# Intuition or interpretation of the first term of the Mumford Shah functional in image processing

I was hoping someone could explain the intuition behind the first term of the Mumford-Shah functional, used in image segmentation problems. I have been watching an interesting video series on variational methods in image processing, but the presenter kind of glosses over the explanation of the terms in the Mumford-Shah functional.

The form of the M-S functional (taken from Wikipedia) is:

$$E [ J , B ] = C \int _ { D } ( I ( \vec { x } ) - J ( \vec { x } ) ) ^ { 2 } d \vec { x } + A \int _ { D / B } \vec { \nabla } J ( \vec { x } ) \cdot \vec { \nabla } J ( \vec { x } ) d \vec { x } + B \int _ { B } d s$$

This first term $$(I(x) - J(x))^2$$ is unclear to me. According to Wikipedia $$I(X)$$ is the image and $$J(x)$$ is an image model. But I am not clear on what is meant by the "image model" versus the image itself? Is there some prediction of the pixel intensities that creates a model $$J(x)$$ and then the first term compared the predicted intensities versus the actual intensities in $$I(x)$$. I was not clear on how the model $$J(x)$$ was computed. Is it a regression, or a local average over the domain, or such.

If anyone can explain this first term in the model, or point me to a good explanation, that would be really helpful.

Also note, I did read this related Stackexchange post, but it did not really provide enough intuition.

The image function in Mumford-Shah functional in image segmentation

If you look at Optimal Approximations by Piecewise Smooth Functions and Associated Variational Problems by Mumford and Shah, you'll see that the idea is to segment an image into a decomposition of disjoint regions $$\{R_j\}$$ such that $$I(x)$$ varies slowly within each region $$R_i$$, but quickly across the boundaries between two regions. The idea is to use some piecewise smooth function $$J$$ to approximate the image $$I$$. The point of the first term is to be able to use this approximation to match the image on a single region. Assuming $$J$$ on some region is very smooth, then $$I$$ on that region must also be smooth if term 1 is small. The idea is that an image segment should be smooth; e.g., it should include the surface of an apple but not allow the decidedly non-smooth discontinuous jump to the white background wall behind it. In other words, term 1 enforces smoothness within each region (i.e., intra-region self-similarity).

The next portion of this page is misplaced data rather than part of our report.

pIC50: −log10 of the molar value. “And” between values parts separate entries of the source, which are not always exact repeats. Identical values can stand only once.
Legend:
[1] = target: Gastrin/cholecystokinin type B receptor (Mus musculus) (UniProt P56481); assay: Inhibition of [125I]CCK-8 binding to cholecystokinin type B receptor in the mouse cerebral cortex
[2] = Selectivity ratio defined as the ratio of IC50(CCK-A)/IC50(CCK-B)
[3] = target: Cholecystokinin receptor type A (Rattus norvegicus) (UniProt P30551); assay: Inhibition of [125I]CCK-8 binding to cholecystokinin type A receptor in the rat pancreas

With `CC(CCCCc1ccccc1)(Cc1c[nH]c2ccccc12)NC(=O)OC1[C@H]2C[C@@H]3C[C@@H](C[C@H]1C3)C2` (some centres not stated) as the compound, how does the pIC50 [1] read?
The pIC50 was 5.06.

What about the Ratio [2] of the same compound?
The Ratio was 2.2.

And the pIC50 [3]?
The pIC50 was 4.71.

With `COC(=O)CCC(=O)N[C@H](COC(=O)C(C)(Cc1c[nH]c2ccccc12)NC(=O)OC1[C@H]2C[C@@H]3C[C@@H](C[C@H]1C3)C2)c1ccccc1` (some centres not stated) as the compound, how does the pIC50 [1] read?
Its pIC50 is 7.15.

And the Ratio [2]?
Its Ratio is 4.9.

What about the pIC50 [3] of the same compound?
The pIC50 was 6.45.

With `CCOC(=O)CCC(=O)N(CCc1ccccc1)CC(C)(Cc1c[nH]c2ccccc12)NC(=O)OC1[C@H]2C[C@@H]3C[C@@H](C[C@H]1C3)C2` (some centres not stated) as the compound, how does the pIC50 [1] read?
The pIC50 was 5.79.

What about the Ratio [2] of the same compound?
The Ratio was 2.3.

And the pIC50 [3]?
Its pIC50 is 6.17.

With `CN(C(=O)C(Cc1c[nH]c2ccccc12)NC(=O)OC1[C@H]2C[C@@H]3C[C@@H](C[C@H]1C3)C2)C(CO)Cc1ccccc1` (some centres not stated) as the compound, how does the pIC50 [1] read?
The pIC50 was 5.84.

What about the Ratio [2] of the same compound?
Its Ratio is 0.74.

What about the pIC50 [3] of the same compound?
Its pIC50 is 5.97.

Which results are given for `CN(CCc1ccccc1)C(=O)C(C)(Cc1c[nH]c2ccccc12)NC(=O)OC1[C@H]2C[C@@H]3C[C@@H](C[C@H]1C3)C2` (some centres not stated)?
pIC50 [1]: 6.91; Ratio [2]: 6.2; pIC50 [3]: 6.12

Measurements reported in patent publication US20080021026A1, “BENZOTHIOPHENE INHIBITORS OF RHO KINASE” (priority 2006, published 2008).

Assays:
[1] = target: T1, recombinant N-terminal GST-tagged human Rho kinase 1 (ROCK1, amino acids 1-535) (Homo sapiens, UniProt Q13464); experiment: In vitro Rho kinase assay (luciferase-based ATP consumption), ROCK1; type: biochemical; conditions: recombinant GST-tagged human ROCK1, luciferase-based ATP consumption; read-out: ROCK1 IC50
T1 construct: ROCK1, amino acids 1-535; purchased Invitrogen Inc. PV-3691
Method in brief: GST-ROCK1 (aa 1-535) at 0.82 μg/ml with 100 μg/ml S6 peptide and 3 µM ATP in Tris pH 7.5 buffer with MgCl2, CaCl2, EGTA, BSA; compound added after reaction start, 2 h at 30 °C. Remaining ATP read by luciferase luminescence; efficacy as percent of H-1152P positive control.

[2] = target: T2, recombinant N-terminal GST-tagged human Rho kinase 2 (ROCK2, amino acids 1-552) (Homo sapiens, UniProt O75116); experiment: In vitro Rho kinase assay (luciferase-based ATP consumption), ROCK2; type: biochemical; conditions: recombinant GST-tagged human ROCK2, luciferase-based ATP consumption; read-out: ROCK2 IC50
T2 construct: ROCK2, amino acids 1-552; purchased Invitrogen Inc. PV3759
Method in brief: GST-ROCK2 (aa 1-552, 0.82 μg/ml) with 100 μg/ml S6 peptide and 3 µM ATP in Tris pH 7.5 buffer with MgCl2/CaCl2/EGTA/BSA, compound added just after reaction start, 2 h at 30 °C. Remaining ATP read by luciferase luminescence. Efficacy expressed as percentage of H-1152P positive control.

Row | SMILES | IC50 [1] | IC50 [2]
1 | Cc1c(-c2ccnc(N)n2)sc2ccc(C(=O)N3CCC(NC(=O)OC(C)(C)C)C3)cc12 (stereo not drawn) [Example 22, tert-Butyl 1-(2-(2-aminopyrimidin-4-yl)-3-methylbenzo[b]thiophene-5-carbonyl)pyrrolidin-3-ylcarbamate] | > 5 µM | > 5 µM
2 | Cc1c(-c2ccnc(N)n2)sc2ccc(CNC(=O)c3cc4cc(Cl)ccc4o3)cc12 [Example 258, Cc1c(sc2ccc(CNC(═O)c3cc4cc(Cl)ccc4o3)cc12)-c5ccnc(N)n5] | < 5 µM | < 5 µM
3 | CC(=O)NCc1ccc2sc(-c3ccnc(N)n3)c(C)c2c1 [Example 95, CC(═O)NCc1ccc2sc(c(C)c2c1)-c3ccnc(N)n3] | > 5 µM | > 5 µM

The exact form of this approximation is left vague, as it is task-dependent. Being piecewise constant, or only allowing linear variability on each region, as examples, are all reasonable, valid options, but it can also be more powerful functions. However, obviously a powerful $$J$$ can arbitrarily closely approximate $$I$$, meaning term 1 will shrink to zero. What exactly, then, enforces smoothness in a single region in this case? Well, term 2 does. If $$J$$ becomes too complex (i.e., too powerful, capable of representing a highly discontinuous region to shrink term 1), then $$||\nabla J||_2^2$$ will increase. Term 2 also allows us to sidestep the issue of the exact form of $$J$$, because it penalizes excessive "complexity" regardless of its exact parameterization.

But there is a hole in having just term 1 and 2. Sure, a single region cannot be too non-smooth, but what stops us from having many tiny regions? This would let us shrink term 1 without incurring a penalty from term 2 by cutting out every slowly varying region no matter how tiny it is. This is accomplished by term 3, which penalizes the total length of all inter-region boundaries, preventing the presence of many small boundaries.